I recently joined Pinterest. I resisted for a little while, like I always do, but eventually decided that it would be a convenient way to store ideas for home decorating (I just moved house) and wedding planning (for next fall). The result was my sudden immersion into Pinterest “culture.” You see, there are a lot of evangelical-fundamentalist Christians on Pinterest. It’s yet another venue where they share child-rearing advice and inspirational messages made into art projects for the home. Fundamentalist mothers are often very crafty; it’s part of a whole constellation of lifestyle choices that marry frugality and efficiency to beauty and creativity.
So, inevitably, I recognize a lot of it.
Plaques or photo frames that say “Smile,” “love,” “joy,” and especially the ones that play on the idea of house rules (“in this house we love one another”) mean something totally different to me than the words they contain.
Is there anything wrong with being positive? With remembering to use kind words and keep your promises? Is there anything wrong with staying happy and being grateful? No, of course not.
It’s the imperative that’s the problem.
My fellow bloggers have commented on emotional control extensively. As fundamentalist Christians, we were raised to be constantly on the hunt for the fruits of the Spirit (love, joy, peace, etc.). Not manifesting those traits visibly did not just mean you were having a bad day or weren’t feeling well or were having a spell of depression. It meant there was something deeply wrong with you in a spiritual sense. If you really had the Holy Spirit, you would never be anxious; you’d have peace that passes understanding. You would never be lonely or sad or fearful; you would have joy unspeakable and full of glory. You would always have a “sound mind.”
I was an extremely depressed teenager. This was not okay.I often found myself walking blindly into chastisement because of the look on my face. What was the look? I have no idea. I was usually too surprised by the sudden reprimand to remember what I had been thinking about.
People assumed I was angry, or sulking, or thinking rebellious thoughts when I was totally minding my own business. If I wasn’t happy, they took it personally: was I resenting the authorities in my life? Feeling sorry for myself? (My pastor loved to pick on “pity parties.”) Was I letting the devil put thoughts of discontent in my head? Was I forgetting the great privilege I had to know the Truth at such a young age? Probably all of the above, right?
“You have a bad attitude” was the expression I most dreaded. How did they know what my attitude was? I hadn’t even spoken to them! But the mere absence of a smile and a slight sluggishness of movement was enough to condemn me to the heap of prayer requests for poor, struggling teens who obviously weren’t yet “sealed” with the Holy Ghost.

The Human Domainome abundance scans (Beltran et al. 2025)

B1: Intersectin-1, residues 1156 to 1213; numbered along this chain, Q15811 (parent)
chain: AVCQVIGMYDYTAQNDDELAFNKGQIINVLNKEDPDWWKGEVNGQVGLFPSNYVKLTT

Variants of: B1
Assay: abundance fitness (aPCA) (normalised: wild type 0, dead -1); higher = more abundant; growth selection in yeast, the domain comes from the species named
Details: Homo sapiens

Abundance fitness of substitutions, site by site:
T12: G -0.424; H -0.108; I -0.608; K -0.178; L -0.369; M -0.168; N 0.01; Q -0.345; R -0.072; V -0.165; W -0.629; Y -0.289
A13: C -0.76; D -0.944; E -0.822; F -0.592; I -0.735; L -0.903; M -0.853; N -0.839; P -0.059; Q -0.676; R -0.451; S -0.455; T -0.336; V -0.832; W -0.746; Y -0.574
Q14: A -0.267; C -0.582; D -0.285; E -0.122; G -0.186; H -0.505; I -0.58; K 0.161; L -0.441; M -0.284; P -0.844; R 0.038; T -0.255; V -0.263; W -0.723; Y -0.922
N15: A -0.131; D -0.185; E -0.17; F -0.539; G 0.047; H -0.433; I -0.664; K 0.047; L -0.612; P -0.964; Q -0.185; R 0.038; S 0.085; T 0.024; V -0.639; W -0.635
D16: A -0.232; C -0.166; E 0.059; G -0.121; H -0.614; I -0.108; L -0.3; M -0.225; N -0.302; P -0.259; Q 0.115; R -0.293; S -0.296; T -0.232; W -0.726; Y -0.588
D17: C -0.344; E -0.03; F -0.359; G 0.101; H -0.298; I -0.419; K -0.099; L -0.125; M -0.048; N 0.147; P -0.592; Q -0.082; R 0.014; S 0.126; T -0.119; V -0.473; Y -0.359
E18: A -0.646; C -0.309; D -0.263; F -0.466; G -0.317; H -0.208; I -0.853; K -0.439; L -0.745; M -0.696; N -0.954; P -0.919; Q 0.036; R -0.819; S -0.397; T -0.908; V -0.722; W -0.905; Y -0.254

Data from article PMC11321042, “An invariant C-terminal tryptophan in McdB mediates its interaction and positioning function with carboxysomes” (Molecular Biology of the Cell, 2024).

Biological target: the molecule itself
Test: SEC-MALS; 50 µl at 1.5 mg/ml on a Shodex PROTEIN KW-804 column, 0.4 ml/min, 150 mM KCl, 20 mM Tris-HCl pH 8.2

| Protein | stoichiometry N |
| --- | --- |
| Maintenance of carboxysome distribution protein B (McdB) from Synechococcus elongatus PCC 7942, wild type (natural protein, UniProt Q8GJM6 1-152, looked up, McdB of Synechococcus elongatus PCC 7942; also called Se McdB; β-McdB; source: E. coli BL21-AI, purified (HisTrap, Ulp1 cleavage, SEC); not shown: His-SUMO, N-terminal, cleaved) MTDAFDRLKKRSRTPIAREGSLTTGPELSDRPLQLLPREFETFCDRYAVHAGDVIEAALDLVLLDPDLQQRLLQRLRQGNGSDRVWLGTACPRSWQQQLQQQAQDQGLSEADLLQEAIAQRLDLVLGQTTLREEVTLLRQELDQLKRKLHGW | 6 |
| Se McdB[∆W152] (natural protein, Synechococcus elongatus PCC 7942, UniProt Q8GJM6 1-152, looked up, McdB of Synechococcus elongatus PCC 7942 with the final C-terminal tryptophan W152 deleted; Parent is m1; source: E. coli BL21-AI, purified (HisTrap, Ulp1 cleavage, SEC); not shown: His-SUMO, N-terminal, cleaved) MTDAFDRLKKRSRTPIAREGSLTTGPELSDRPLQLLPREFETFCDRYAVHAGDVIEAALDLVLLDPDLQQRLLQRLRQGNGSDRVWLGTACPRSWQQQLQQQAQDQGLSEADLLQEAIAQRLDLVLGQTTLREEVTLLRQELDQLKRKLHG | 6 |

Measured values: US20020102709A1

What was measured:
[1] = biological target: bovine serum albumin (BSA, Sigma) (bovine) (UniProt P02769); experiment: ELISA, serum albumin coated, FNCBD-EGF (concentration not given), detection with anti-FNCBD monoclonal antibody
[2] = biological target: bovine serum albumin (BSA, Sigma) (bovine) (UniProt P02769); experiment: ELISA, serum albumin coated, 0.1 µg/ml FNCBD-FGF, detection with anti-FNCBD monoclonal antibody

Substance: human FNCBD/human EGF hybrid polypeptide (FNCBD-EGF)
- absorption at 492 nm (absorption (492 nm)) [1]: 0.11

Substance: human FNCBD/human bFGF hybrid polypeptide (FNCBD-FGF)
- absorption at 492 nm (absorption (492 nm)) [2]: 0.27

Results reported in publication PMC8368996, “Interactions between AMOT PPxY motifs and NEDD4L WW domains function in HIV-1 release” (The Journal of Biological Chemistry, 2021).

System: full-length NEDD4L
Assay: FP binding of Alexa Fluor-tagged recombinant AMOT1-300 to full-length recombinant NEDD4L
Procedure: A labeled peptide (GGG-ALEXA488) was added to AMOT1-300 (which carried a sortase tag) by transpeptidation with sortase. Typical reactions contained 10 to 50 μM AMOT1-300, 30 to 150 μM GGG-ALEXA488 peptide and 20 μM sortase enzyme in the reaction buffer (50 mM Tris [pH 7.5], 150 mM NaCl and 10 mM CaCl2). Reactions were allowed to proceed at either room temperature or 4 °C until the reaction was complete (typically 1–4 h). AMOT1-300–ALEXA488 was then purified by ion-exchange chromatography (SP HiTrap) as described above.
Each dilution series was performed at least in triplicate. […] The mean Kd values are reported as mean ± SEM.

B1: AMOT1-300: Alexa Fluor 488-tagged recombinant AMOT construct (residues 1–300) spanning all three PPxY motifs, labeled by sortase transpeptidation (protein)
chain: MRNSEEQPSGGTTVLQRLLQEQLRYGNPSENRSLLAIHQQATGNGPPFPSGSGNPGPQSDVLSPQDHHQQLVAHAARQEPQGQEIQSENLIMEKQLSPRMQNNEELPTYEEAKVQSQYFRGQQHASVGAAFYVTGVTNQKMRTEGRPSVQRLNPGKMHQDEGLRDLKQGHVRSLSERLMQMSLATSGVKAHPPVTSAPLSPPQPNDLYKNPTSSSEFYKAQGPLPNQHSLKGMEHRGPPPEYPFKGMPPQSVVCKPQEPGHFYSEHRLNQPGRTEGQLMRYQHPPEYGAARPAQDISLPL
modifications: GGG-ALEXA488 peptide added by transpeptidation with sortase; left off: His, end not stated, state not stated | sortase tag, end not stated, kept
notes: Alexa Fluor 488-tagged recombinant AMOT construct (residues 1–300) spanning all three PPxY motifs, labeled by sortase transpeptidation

It’s really difficult to sort out your own actual spiritual condition when everyone around you decides what it is based on your face. I remember a lot of interventions and reproachful remarks over my “problem” and how I ought to pray harder to chase away the demons and leave my soul light and wide open for the Holy Spirit.
All I really wanted was an hour by myself to think.
So when I see plaques like the one above on Pinterest, what comes to mind is the chastisement. The imperative. “Change your attitude.” “Smile.” “Be grateful.” Don’t you dare be upset, hurt, angry, impatient, anxious or – god forbid – depressed.
What I see isn’t a gentle encouragement to count my blessings, to remember the things that make me happy. What I see is emotional control. Be happy or else. Be grateful or else. And that “else” was never ambiguous. I must live in a perpetual state of joy and peace or I’m probably missing the Rapture. Smile. Or get burned up with all the drug-dealing Muslim Democrat lawyers who kill white Christian babies while watching Satanic porn. Right?
I’m decorating my house without any “inspirational” words. Instead, I choose pictures that remind me of things I love. Forests. Maps. Animals. Words are too easily turned from expressions of kindness to demands for gratitude. They too easily become coercive. When I have children, I want our home to be the place where we can be real people. Life demands we put on enough faces as it is: work, school, sports, performance, meeting new people. Home is the place where you can go to your room and be sad for a little while. It’s the place where you can tell someone how frustrated or nervous you are and have them understand. Home ought to be the place where you scrub off your latest public persona and restore your energy, your passion, your positive feelings.
Home shouldn’t be a place where you have to perform.